Anis Shivani and Eric Miles Williamson Stir Some Shit

Boy howdy, would I like to read more of this kind of inter­view. Anis Shiv­ani rakes some good muck at Huff­in­g­ton Post.

Eric Miles Williamson is the author of five crit­i­cal­ly acclaimed books: East Bay Grease (Pic­a­dor, 1999),Two-Up (Texas Review Press, 2006), Oak­land, Jack Lon­don, and Me (Texas Review Press, 2007),Wel­come to Oak­land (Raw Dog Scream­ing Press, 2009), and the forth­com­ing 14 Fic­tion­al Posi­tions(Raw Dog Scream­ing Press, 2010). East Bay Grease, a PEN/Hemingway final­ist, intro­duced a rad­i­cal­ly fresh voice in Amer­i­can fic­tion, deal­ing with the ago­nies of poor peo­ple with­out any fail­ure of courage. Two-Up is a gut-wrench­ing book about the gory world of the gunite work­er (once Williamson's own pro­fes­sion). Oak­land, Jack Lon­don, and Me is unlike any oth­er recent book of criticism–it is a raw per­son­al response to how the recep­tion of Jack Lon­don (always under­es­ti­mat­ed by crit­ics) reveals more than we wish to know about our cul­tur­al blind spots. Williamson's best book to date is his nov­el, Wel­come to Oak­land, which picks up on T‑Bird Murphy's tra­vails in East Bay Grease, tak­ing us to his ear­ly youth in the ghet­toes and garbage dumps of Oak­land. If read­ers have rea­son to com­plain that Amer­i­can fic­tion is too gen­teel, and gen­er­al­ly only an aca­d­e­m­ic exer­cise to feed bour­geois desires, then they need look no far­ther than Williamson's fic­tion for a brac­ing corrective.

Shiv­ani: There are very few books about the real work­ing class in Amer­i­can fic­tion, and this has always seemed to be the case, with the rare excep­tion. Near­ly all fic­tion address­es the com­fort­able mid­dle class. Why is this so? Are there writ­ers address­ing themes of work and mon­ey at the low­er socioe­co­nom­ic lev­els that we aren't aware of? Is it a prob­lem with pub­lish­ers? Or is it a prob­lem with writers?

Williamson: I'd say there have always been books about the Amer­i­can work­ing class. What'sMoby Dick if not a great work­ing-class nov­el? A group of hard­work­ing sailors enslaved by their posi­tion in life, work­ing for the boss­man Ahab. It'd be easy to see Huck Finn as a work­ing-class nov­el as well, except Huck and Jim are even low­er on the social lad­der than work­ers, a white trash orphan and his run­away slave friend. Jack London's works sure­ly count as work­ing class, as do the works of Frank Nor­ris, Theodore Dreis­er, Upton Sin­clair, Sin­clair Lewis, Nel­son Algren.

To be sure most Amer­i­can fic­tion address­es the mid­dle class–and, for that mat­ter, most fic­tion of the West­ern world address­es the mid­dle class. After all, it's the mid­dle class that usu­al­ly reads and writes the books.

What's inter­est­ing is that these days, in the Unit­ed States, our work­ing-class fic­tion is increas­ing­ly writ­ten by minori­ties. As edu­ca­tion­al oppor­tu­ni­ties open up and as minori­ties become eco­nom­i­cal­ly and edu­ca­tion­al­ly viable, they're telling their sto­ries. Their works, how­ev­er, are cast off into the cat­e­go­ry of "minor­i­ty" fic­tion. They're stuck on the Lit­er­ary Short Bus. Fine authors like Dagob­er­to Gilb, Mark Nes­bitt, even Toni Morrison–they're not called great writ­ers. They're labeled Minor­i­ty Writ­ers. The blue col­lar world is usu­al­ly asso­ci­at­ed with white peo­ple, Irish­men and Ital­ians and Jews and so forth–peoples who were dis­crim­i­nat­ed against in the late 19th and ear­ly 20th cen­turies. But we're not build­ing rail­roads any­more, and if we ever do so again, it'll be His­pan­ics and Blacks doing the dirty work, and they'll be writ­ing the nov­els about their travails.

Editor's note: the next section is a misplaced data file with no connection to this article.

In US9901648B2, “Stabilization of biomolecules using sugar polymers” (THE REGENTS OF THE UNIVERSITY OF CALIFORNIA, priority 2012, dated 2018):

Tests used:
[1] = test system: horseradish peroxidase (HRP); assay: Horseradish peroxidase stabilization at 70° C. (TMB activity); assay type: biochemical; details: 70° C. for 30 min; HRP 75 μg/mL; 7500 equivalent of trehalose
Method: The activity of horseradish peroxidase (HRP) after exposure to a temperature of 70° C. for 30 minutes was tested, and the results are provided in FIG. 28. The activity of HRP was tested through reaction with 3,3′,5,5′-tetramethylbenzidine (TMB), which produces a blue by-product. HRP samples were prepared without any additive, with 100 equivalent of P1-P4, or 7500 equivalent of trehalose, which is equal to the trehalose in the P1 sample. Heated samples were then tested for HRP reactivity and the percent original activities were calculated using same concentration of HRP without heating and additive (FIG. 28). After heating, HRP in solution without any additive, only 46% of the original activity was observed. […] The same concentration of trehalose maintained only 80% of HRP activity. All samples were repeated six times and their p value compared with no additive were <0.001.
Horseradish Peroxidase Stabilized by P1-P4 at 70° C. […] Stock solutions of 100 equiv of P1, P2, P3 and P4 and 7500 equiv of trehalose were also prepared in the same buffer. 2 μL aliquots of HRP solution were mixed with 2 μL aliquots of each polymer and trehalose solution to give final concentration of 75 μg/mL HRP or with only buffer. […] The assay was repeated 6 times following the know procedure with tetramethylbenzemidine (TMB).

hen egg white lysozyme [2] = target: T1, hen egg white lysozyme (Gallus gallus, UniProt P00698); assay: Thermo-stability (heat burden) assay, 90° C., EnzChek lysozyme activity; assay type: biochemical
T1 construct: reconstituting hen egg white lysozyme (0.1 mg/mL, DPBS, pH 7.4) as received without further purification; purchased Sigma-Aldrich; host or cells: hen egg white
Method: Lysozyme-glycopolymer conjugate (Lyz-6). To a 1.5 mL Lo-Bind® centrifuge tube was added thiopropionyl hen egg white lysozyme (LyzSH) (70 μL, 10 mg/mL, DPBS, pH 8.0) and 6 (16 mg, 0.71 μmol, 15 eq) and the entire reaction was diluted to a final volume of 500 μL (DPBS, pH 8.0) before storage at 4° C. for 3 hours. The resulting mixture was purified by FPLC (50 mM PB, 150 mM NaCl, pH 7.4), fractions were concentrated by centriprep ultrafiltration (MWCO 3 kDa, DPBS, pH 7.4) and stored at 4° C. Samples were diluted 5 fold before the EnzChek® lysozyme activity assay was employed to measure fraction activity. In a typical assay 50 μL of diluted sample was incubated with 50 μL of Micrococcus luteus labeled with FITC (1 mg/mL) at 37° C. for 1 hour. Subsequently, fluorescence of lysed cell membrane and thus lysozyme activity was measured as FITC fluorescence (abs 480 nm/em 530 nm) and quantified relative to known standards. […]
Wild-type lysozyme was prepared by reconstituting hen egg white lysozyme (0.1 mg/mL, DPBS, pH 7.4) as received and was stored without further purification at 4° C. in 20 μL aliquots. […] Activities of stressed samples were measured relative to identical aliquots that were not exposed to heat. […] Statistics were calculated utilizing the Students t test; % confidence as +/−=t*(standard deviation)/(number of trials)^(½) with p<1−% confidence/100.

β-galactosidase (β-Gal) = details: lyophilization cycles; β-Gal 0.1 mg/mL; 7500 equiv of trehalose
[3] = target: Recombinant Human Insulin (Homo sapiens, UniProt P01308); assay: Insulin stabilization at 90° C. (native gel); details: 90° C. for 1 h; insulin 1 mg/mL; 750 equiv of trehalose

There are plen­ty of authors writ­ing what you call work­ing-class fic­tion. Lar­ry Fon­da­tion writes about the under­bel­ly of Los Ange­les. Dagob­er­to Gilb writes about work­ing class Mex­i­cans. Michael Gills's char­ac­ters are poor white trash from the Ozarks, as are Marc Watkins'. There's Glenn Blake, who writes about peo­ple who work in used car lots and the oil refiner­ies of East Texas. M. Glenn Taylor's books are set in the coal mine coun­try of West Vir­ginia. Paul Ruffin's char­ac­ters are just reg­u­lar work­ing-class people.

There's actu­al­ly been a resur­gence of work­ing class-authors in Amer­i­ca, result­ing from the cheap­ness of a uni­ver­si­ty edu­ca­tion for peo­ple who went to col­lege before the Rea­gan admin­is­tra­tion. We got to col­lege for prac­ti­cal­ly noth­ing. This ain't so today. These poor kids have to shell out ten grand a year to go to a crap­py state school. They won't have the lux­u­ry of writ­ing books. They'll be too busy being cor­po­rate automa­tons, slav­ing away to pay back their stu­dent loans, America's ver­sion of inden­tured servi­tude. We'll be back to noth­ing but mid­dle-class fic­tion in no time. For now, though, we'll have anoth­er 20 years of real­ly good work by peo­ple who in the past wouldn't have been edu­cat­ed, and in the future won't be either. We're in the hey­day right now.

It isn't the fault of pub­lish­ers that our work­ing-class authors aren't on the Wal-Mart book­shelves. Pub­lish­ers are in busi­ness to make mon­ey, and work­ing-class books don't sell. Because work­ing-class peo­ple don't read. The sales of today, how­ev­er, don't mat­ter at all if the project is to cre­ate Art. Work­ing-class writ­ers are pub­lish­ing on small press­es, but his­to­ry won't care where a book was orig­i­nal­ly pub­lished, and I ven­ture that when the crit­ics of the future look back at us, many of these writ­ers will find their place in the canon.

Many of the writ­ers here I'd not heard of or not heard enough of, so I blew some of my mid­dle-class pay­check at Ama­zon to cor­rect that. You should too, wher­ev­er you buy books.

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